Israeli human-rights attorney and Zionist advocate Arsen Ostrovsky hit the nail on the head during a recent Knesset committee hearing about social media. Directly addressing the issue to a representative of Twitter named Ylwa Pettersson, who appeared via Zoom, Ostrovsky asked a simple question. He noted that the social-media giant had recently begun “flagging” the tweets of President Donald Trump. Why then were they not doing anything to the account of Iran’s Supreme Leader, Ayatollah Ali Khamenei, who “literally has called for the genocide of Israel and the Jewish people?”

Petersson’s response was as illuminating as it was disingenuous. In a long-winded answer designed to obscure the fact that there was no real answer, she attempted to draw a distinction between the two. The company, she said, differentiated between leaders who “inspire harm” and those who engage in “direct interactions with other public figures, comments on political issues of the day or foreign-policy saber-rattling on military and economic issues [which] are generally not in violation of our policy.”

The chair of the committee, Blue and White Party Knesset Member Michael Cotler-Wunsh, tried to follow up asking, “So calling for genocide is okay, but commenting on politics is not okay?”

Pettersson ignored her and droned on about how those who “glorify violence” like Trump—a reference to a tweet in which he deplored the violence committed during riots after the May 25 death of George Floyd and his insistence that public order be restored—must be flagged. Nor did she respond to Cotler-Wunsh’s pointing out that this was yet another example of a “double standard” in which anti-Semitic threats are excused, rationalized and ignored, while political positions opposed by Twitter are placed behind warnings so as to limit the public’s interaction with them.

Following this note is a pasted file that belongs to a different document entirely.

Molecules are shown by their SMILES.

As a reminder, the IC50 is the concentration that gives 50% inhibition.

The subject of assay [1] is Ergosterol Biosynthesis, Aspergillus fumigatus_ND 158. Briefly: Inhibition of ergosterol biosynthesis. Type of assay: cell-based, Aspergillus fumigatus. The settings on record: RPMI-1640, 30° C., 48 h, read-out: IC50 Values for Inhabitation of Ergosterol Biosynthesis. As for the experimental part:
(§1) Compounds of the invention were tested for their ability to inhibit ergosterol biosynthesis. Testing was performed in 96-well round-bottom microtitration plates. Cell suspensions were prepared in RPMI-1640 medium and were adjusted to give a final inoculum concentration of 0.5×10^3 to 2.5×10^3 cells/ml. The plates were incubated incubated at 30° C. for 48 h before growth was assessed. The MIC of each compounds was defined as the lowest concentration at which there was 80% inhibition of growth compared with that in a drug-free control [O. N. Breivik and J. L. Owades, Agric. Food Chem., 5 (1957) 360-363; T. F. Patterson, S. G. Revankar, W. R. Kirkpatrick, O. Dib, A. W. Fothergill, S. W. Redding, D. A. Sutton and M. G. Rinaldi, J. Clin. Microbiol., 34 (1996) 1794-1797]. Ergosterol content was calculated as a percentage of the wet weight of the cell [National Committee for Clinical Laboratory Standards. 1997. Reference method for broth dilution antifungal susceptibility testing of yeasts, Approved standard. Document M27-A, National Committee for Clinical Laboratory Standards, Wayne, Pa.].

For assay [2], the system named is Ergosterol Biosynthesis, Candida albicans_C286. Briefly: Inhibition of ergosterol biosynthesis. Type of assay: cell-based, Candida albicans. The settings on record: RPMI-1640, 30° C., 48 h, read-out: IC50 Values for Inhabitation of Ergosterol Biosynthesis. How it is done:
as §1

Outrage about Twitter’s appalling stand was widespread. As far as many observers were concerned, it was another piece of evidence showing that large social-media companies don’t care about anti-Semitism. That’s why leading Jewish groups have been calling for ad boycotts of Facebook and Instagram this summer. Unlike Twitter, Facebook (which also owns Instagram) has no formal censorship program in place. Organizations like the Anti-Defamation League have been using a combination of advocacy and boycott threats to try and pressure them to follow Twitter’s example.

Those efforts have gained support for understandable reasons. The presence of hate mongers and groups on social media is deeply troubling. The Internet and companies who dominate it, like Google (which also owns YouTube), as well as forums like Facebook, Instagram and Twitter, have created a genuine problem. They provide bad actors that in previous eras would have remained isolated and marginalized, and instead handed them a megaphone that amplifies and expands their impact.

These companies have had impunity against legal action against the hate they wind up enabling because of Section 230 of the Communications Decency Act of 1996. That provision allowed Internet companies to avoid being classified as publishers and therefore be responsible for the content they hosted. In essence, it treated all of them as glorified bulletin boards that couldn’t be held responsible for what was placed there by other people.

That created a virtual Wild West on the Internet that was good for free speech, but also allowed hate to find a home.

High-minded opponents of anti-Semitism say that has to end. They want these companies to act to censor purveyors of hate, and well-meaning supporters of such groups—like actor Sacha Baron Cohen, who compared Facebook CEO Mark Zuckerberg to the owner of a restaurant that served Nazis who were loudly calling for the death of the Jews rather than throwing them out—think they’re right.